Indianapolis, IN, United States (4E Sports) – Nine of the 13 members of the College Football Playoff selection committee have been recused from voting for certain schools.
Among those who were recused were Mike Gould (Air Force); Jeff Long (Arkansas); Dan Radakovich (Clemson); Archie Manning (Mississippi); Tom Osborne (Nebraska); Pat Haden (USC); Condoleezza Rice (Stanford); Oliver Luck (West Virginia); and Barry Alvarez (Wisconsin).
Five of those committee members are sitting athletic directors, including Long, Radakovich, Haden, Luck and Alvarez. Rice is a professor at Stanford, and Gould is the former superintendent of the Air Force Academy.
Tyrone Willingham, a committee member who coached at Washington, Notre Dame and Stanford, was not on the recusal list.
According to CFB Playoff executive director Bill Hancock, Willingham was not recused because the playoff’s recusal policy doesn’t require him to be.
“If you look at the recusal policy, he’s not compensated by any school,” Hancock said. “He doesn’t have any relatives who are compensated by a school, nor does he provide professional services to a school.”
Recused committee members are allowed to answer only factual questions about their respective school affiliations, but aren’t allowed in the room during any deliberations regarding that team’s selection or seeding. The committee has the option to add other recusals.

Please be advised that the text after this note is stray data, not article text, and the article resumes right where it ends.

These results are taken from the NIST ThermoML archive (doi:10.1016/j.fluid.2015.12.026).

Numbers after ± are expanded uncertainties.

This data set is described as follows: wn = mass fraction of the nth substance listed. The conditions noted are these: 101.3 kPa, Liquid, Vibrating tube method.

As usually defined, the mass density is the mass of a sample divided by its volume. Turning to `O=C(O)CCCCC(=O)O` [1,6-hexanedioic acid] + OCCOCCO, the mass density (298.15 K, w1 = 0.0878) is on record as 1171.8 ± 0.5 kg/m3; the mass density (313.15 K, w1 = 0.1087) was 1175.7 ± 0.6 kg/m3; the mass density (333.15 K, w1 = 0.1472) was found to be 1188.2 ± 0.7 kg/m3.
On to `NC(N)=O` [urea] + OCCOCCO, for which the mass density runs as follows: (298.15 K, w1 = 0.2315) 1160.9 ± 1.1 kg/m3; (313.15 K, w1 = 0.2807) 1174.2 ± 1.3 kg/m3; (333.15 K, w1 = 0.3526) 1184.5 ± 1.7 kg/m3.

According to the new process, the selection committee will rank 25 teams throughout the season, including the final four teams that will advance to the first College Football Playoff.
The group will first choose the teams to be placed in the playoff, and will then select teams for the contract bowls (Rose, Orange and Sugar) before finishing with the Cotton, Fiesta and Peach bowls.
In order to determine the top 25 teams, the committee will go through seven rounds of ballots, not including a possible re-vote if three committee members feel another group of teams needs to be considered.
The committee members will start with a small pool of teams to be evaluated and will rank those teams, with the top-ranked teams being placed in the rankings in groups of three or four. Individual ballots — which will not be made public this season — will be compiled into a composite ranking.
Among the factors that will be used to determine the four best teams are conference championships, strength of schedule, head-to-head competition, comparative outcomes of common opponents and other relevant factors such as key injuries.
The first rankings for the playoff will be revealed Oct. 28.